Tag Archives: learning and cognition

Inclusion (n)

“The practice of placing students with disabilities in regular classrooms in accordance with federal law. To the maximum extent possible, students with disabilities are supposed to be educated alongside their peers in regular education classrooms unless ‘the nature or severity of the disability of a child is such that education in regular classes with the use of supplementary aids and services cannot be achieved satisfactorily’ (P.L. 94-142020 U.S.C 1412 (5) (A)).”

Excerpted from: Ravitch, Diane. EdSpeak: A Glossary of Education Terms, Phrases, Buzzwords, and Jargon. Alexandria, VA: ASCD, 2007.

Hamlet’s Blackberry

About ten years ago, when I still listened to National Public Radio regularly. I heard William Powers interviewed. He was discussing a research endeavor at the Shorenstein Center on Media, Politics and Public Policy that resulted in report he titled Hamlet’s Blackberry. Over the years, I meant to read it. Then, in 2010, he expanded the original essay and published it as a book.

But the original essay, at 75 pages with the works cited page, is still available at no cost under the link, if you search “Hamlet’s Blackberry PDF,  The Death of Paper.

I have a particular interest in the history of books and book lore, including changes in printing technologies, I had an interest per se in this piece of writing. For educators, I think this is a good read because it says some things we need to know about the reading and reception of texts.

And Mr. Powers is a fine stylist, so this is a quick and breezy read about a subject that is, by any measure I appreciate, quite profound.

A Complete Lesson Plan on the Greek Word Root Anthrop/o

Rain continues to fall in New York City, a manifestation of Hurricane Florence, which is about to put a beatdown on the Carolinas. I’m glad to be in my dry apartment working on posting this complete lesson on the Greek word root anthrop/o, which means man and human. I start this lesson with this context clues worksheet for the noun humanity to provide a basis for the heuristic work this scaffolded worksheet with an independent practice assignment requires of students. The context clues worksheets can serve as the prior knowledge students will need to help them understand the meaning of this Greek word root.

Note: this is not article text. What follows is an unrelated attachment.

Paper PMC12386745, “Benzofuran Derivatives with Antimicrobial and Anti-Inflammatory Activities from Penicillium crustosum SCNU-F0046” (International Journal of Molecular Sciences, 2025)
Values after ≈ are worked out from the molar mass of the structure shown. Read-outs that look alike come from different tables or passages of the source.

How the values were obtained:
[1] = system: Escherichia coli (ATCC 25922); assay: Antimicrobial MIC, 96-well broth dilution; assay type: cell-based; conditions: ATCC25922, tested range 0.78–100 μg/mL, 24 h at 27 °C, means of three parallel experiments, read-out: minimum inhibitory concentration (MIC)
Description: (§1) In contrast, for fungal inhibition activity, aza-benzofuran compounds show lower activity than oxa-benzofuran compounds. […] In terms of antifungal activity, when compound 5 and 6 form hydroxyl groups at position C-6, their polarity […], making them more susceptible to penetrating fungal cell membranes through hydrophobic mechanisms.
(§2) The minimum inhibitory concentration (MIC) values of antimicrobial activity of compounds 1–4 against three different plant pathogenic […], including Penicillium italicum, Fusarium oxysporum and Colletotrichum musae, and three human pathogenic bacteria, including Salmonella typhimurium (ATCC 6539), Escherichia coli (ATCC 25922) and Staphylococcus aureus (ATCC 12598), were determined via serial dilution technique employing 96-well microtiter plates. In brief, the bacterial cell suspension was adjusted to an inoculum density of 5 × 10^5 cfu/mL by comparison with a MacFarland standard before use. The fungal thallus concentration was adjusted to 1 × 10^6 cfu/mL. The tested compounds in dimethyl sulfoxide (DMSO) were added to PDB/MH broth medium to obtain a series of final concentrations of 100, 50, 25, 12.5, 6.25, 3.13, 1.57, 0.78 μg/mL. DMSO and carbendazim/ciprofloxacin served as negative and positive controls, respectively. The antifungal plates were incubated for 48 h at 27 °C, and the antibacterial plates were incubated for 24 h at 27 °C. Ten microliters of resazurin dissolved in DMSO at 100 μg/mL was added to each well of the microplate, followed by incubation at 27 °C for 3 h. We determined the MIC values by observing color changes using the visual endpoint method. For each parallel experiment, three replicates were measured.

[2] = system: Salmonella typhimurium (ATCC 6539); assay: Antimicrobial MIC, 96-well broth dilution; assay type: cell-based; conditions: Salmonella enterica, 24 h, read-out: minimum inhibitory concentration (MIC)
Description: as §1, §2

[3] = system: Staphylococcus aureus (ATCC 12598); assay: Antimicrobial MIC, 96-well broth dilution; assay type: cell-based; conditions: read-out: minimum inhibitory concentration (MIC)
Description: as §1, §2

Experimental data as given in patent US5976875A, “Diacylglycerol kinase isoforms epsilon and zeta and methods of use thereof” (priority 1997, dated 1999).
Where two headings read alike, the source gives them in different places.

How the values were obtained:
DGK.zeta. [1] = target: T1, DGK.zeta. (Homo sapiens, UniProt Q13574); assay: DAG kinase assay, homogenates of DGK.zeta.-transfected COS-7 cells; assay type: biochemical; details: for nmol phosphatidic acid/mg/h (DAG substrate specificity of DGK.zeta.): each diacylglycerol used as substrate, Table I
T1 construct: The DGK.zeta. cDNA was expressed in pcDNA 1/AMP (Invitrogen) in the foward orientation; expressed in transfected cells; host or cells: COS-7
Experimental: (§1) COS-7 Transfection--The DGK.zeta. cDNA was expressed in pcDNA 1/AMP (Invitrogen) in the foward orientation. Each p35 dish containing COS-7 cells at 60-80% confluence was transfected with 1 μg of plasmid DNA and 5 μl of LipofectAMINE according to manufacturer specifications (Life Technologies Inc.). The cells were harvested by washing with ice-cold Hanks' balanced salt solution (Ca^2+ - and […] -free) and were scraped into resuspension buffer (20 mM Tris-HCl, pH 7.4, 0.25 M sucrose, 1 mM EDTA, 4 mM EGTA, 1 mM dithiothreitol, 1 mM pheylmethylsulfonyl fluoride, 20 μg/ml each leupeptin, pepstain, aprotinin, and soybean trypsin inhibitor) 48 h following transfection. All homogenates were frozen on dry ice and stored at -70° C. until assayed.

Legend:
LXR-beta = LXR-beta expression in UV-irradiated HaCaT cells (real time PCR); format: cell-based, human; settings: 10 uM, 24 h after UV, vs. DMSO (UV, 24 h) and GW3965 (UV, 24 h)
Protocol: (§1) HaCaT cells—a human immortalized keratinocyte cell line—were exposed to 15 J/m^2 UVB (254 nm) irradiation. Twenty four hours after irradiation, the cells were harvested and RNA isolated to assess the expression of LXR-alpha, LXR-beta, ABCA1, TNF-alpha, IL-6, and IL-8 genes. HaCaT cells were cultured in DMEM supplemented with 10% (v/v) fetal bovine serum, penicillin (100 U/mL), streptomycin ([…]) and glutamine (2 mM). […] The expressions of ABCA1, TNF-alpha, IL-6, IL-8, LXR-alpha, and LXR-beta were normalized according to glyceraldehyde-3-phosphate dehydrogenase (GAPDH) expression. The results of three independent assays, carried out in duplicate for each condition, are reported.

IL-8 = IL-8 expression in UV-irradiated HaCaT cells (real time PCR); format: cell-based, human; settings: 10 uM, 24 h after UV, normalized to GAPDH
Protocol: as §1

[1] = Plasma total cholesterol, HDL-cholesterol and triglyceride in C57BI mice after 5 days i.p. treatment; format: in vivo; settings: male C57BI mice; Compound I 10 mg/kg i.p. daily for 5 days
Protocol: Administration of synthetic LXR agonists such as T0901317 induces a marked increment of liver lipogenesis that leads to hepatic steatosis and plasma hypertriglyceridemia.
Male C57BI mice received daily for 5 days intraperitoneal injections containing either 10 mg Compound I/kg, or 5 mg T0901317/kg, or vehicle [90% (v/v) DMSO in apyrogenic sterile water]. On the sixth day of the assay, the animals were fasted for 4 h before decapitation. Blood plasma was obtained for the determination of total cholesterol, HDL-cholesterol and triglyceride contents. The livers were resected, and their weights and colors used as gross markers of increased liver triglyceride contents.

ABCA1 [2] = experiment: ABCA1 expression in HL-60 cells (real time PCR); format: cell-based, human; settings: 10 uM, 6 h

If you find typos in these documents, I would appreciate a notification. And, as always, if you find this material useful in your practice, I would be grateful to hear what you think of it. I seek your peer review.

Terms of Art: Readiness

“The degree to which an individual is prepared developmentally to learn a new skill. Readiness is a term often used in early education to describe a child’s acquisition of prerequisite emotional, social and cognitive skills for academic learning.

For example, reading readiness would include pre-reading skills such as letter identification, print awareness, and rhyming. When a child has demonstrated mastery of such skills, that child would be ready to learn to read.

However, the concept of readiness can be applied to any stage of learning. For example, readiness for algebra must mean an individual has mastered certain mathematical calculations.